He and his house mates did not have a lot of money, or stuff. They had a party one night and there were so few dishes and silverware that when one person got done eating, they would wash their dish and then pass it on to another person! It was quite an experience. He made guacamole for that party and actually got me to taste it! I'm glad I did, because I really like it. I'm surprised I tried it, because I am a really picky eater and guacamole is not the most appetizing looking food!
   I took a Greyhound bus back home which was WAY worse than the bike ride out!

I think those 2 trips got it all out of my system, because to this day, I am content to just hang out at home, no desire to go anywhere!

so, anyway, that's Dave. the most awesome brother there is.

Sunday, February 7, 2016

distillery doors

I can't remember why we started looking at doors so early in this whole project. That and the sink for the bathroom. The sink was the first thing we bought! More on that another time though.
So. The doors.
We found this awesome door on line called a speakeasy door. It was a heavy wooden door with a small window that had a metal grate over it. The ones we found on line were anywhere from $2,000 to $4,000. We went to Lowes and they did one of those estimates on their little computer design program, and when we got to the end of that process, the door was $4,900! We did look at some other entry door styles, but by now we've got our hearts set on this door.
Ok, we need to get creative, cause we are NOT spending that much money on a door. Besides, we need 2 doors!
Could I faux paint a plain door? Probably, but still not happy with that idea. Then I looked at our refrigerator, which we had covered with thin wainscott wood strips.

Maybe that would work, but would it hold up to outdoor conditions? We decided to do a 'practice' door on the back of our garage. There is a plain steel out-swing door that was just painted. So we bought some pine wainscott and I stained it with exterior stain and applied 3 coats of spar varnish. I think we did that in September, and it still looks great.

it looks pretty cool! even with that ugly door handle.

 We figured we give it a try for the distillery doors.....

We had to buy fire rated exterior doors that open out. These are steel insulated doors with the wire mesh in the glass window. Not very attractive...

We decided to go with the cedar wainscott instead of pine, we thought it might hold up better to the elements.

We laid out the panels and pre-cut everything to fit each door. I numbered and labeled the back of each piece so I would know which door the pieces went to.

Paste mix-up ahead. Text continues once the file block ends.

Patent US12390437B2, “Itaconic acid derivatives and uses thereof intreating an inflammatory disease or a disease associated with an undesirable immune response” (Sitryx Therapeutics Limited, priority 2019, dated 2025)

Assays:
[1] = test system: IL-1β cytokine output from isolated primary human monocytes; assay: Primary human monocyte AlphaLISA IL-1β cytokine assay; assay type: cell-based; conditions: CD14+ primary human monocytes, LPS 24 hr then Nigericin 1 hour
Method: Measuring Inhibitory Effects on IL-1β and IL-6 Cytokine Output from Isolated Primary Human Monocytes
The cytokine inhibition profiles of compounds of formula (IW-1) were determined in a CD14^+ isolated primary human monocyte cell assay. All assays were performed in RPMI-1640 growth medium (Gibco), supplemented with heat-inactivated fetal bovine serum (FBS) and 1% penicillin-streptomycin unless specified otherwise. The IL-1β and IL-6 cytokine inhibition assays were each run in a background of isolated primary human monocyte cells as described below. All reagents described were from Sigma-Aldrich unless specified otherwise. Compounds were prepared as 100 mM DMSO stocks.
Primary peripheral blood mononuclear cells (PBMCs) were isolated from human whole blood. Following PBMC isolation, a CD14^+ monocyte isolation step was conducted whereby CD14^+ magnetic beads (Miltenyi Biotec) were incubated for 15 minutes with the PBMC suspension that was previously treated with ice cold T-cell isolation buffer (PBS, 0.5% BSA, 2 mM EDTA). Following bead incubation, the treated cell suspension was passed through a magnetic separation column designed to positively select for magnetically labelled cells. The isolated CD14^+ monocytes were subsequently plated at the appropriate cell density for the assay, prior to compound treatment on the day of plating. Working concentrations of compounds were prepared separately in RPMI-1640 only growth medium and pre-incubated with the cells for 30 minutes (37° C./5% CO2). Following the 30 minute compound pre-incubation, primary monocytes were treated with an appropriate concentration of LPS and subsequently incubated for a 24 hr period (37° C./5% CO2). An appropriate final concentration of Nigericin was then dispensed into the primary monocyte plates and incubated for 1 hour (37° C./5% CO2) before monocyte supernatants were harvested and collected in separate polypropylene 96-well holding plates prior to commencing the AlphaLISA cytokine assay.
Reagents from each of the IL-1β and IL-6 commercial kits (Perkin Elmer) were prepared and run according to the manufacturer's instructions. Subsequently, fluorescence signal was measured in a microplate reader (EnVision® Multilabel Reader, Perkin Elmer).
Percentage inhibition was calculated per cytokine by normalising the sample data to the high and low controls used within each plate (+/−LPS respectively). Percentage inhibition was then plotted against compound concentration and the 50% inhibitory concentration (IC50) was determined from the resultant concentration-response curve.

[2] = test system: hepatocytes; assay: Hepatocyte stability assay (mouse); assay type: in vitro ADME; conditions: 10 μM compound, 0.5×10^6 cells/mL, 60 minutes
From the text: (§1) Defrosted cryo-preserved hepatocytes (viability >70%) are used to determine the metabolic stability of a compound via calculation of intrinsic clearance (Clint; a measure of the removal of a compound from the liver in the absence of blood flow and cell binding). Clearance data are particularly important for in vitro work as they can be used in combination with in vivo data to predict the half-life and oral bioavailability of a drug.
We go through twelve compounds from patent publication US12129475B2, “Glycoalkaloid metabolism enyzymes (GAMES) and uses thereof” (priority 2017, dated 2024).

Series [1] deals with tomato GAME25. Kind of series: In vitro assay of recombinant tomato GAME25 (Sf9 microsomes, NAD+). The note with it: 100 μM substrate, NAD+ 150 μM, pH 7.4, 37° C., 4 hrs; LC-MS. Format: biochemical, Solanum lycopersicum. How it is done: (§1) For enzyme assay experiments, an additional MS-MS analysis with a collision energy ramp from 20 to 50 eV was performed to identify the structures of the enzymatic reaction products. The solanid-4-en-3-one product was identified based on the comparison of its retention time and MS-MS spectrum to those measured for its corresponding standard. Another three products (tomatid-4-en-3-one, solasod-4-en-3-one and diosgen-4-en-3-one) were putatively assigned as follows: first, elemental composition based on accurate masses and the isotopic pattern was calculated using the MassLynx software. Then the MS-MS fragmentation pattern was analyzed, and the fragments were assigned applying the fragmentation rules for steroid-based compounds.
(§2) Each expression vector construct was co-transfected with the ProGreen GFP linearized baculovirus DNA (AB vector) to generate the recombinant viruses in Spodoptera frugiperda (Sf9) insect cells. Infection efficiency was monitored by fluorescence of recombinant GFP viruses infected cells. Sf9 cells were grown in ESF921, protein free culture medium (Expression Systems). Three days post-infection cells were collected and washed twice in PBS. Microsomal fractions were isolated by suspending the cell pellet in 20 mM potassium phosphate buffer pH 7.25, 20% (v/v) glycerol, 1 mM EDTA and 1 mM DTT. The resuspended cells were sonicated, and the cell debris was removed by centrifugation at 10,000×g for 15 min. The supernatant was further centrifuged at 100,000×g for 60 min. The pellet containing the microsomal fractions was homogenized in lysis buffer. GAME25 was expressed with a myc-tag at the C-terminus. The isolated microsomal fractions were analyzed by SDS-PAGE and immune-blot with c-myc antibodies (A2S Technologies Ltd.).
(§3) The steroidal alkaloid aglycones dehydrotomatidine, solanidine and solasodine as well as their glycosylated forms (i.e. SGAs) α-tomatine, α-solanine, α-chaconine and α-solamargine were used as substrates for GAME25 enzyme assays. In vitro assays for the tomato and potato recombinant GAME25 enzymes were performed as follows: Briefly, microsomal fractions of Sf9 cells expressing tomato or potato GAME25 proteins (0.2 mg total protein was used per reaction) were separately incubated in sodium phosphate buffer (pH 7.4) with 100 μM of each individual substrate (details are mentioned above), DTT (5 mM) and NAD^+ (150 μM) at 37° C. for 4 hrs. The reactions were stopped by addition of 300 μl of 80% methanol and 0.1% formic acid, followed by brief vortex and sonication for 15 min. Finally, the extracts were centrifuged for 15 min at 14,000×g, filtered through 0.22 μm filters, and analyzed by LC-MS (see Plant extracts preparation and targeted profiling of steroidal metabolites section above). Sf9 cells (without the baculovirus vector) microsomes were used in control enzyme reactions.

The tongues did not fit into the grooves on a lot of the pieces, so Vince just cut the back edge of the groove off so they would butt up against each other. The front part of the groove still overlapped the tongue.

I put 1 coat of exterior stain on the back and 2 coats on the front, then 3 coats of exterior spar varnish. I also put 2 coats of dark brown exterior paint on the doors to help protect them just in case any water may get behind the wood, and if any of the door was not covered by the wood, it wouldn't be as noticeable.

We glued the strips of wood onto the doors with Gorilla brand glue, then put some heavy weights on there to hold it down while the glue set up.

We bought some fancy trim and cut that to fit around the window.

Stained, antiqued and varnished. Then we glued them to the doors.

Now to start the details! We bought these furniture tacks and Vince drilled tiny holes so the wood wouldn't split while putting them in. We added a dab of glue on the back of each tack for extra measure.

Drilling out the holes for the knob and deadbolt.

We got this garage door kit at Home Depot for $35.00. We had found some faux hinges on line but they were about $35 each! So we decided to go with these since the one kit would do both doors. 

I rubbed a little metallic copper paint on them to add a little character.

Vince had to chisel the wood out from where the door handle goes, the door was too thick for the latch shaft. We did not have that problem with our 'test' door on the garage. The deadbolt was fine.

The finished door, installed on the tasting room entrance. We are looking for a cool dragon doorknocker to put on it.

This the one on the distillery entrance, Vince put one of the door pulls on for a doorknocker.

We are really happy with the way they came out, they ended up costing about $650 each by the time we got done, not including the latches (they were $130 each). I think they will make a great first impression when people come up!